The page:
Everything You Need to Know About Cesar Chavez Day

Ten American states observe Cesar Chavez Day, so we thought it would be a good idea to let you in on everything you need to know about the young commemorative holiday.


What Is Cesar Chavez Day?

Cesar Chaves Day is a commemorative holiday in the U.S. that was proclaimed by President Obama in 2014. On March 31 every year, it celebrates the birth and legacy of Cezar Chavez, a civil rights and labor movement activist.

Chavez, with Dolores Huerta, co-founded the National Farm Workers Association (later the United Farm Workers union). As the head of this organization, Chavez worked tirelessly for decades to improve working conditions and wages for workers while also championing civil rights for Latino Americans.

Ten states recognize Cesar Chavez Day as a holiday.

Arizona: State offices closed
California: State offices and schools closed on march 31. Only state that considers it a state holiday.
Colorado: Declared as an optional holiday on March 31.
Michigan: State offices and schools closed.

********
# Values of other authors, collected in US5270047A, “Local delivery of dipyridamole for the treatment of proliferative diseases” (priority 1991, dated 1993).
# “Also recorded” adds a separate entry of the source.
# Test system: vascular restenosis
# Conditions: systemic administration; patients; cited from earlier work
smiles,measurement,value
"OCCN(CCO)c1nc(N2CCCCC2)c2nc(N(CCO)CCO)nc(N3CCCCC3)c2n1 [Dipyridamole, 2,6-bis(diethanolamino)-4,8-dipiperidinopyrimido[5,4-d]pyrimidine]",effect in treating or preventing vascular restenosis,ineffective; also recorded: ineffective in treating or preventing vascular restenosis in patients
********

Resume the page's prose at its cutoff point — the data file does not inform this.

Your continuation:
Nebraska: Festivals held to honor Cesar Chavez.
Nevada: City of Las Vegas festival held the fourth Saturday in March, founded by Selena Torres.
New Mexico: State offices and schools closed.
Texas: Declared as an optional holiday on March 31.
Utah: State offices and schools closed.
Wisconsin: State offices and schools closed.

President Obama urged Americans to “observe¬†observe this day with appropriate service, community, and educational programs to honor Cesar Chavez’s enduring legacy.”


Who Is Cesar Chavez?

Cesar Chavez (March 31, 1927 – April 23, 1993) was a Mexican American farm worker, labor leader and civil rights activist who co-founded the UFW.¬†Chavez became the best known Latino American civil rights activist, and was strongly promoted by the American labor movement, which was eager to enroll Hispanic members. His public-relations approach to unionism and aggressive but nonviolent tactics made the farm workers’ struggle a moral cause with nationwide support. By the late 1970s, his tactics had forced growers to recognize the UFW as the bargaining agent for 50,000 field workers in California and Florida.

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    Brandon KatzCOED Writer
    A New York native & proud couch potato who loves all things pop culture. I can usually be found writing, making videos and ranking all the warriors in "Game of Thrones" based on their fighting prowess.
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